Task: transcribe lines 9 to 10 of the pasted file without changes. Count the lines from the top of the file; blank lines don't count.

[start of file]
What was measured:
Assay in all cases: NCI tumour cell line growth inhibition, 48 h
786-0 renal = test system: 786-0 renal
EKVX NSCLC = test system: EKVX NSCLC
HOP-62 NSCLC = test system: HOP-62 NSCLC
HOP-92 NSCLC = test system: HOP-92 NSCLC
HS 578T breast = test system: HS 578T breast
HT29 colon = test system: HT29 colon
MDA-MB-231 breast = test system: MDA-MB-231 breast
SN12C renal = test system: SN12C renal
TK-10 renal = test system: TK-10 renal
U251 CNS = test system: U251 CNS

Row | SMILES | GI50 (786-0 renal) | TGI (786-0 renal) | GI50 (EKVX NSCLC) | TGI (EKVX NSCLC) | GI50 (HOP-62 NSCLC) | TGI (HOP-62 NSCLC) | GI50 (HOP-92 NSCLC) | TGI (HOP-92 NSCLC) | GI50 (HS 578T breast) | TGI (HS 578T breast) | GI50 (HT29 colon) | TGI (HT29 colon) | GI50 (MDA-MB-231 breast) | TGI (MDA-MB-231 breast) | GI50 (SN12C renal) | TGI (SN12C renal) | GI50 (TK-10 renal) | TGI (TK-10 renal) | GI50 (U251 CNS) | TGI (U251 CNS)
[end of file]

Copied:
MDA-MB-231 breast = test system: MDA-MB-231 breast
SN12C renal = test system: SN12C renal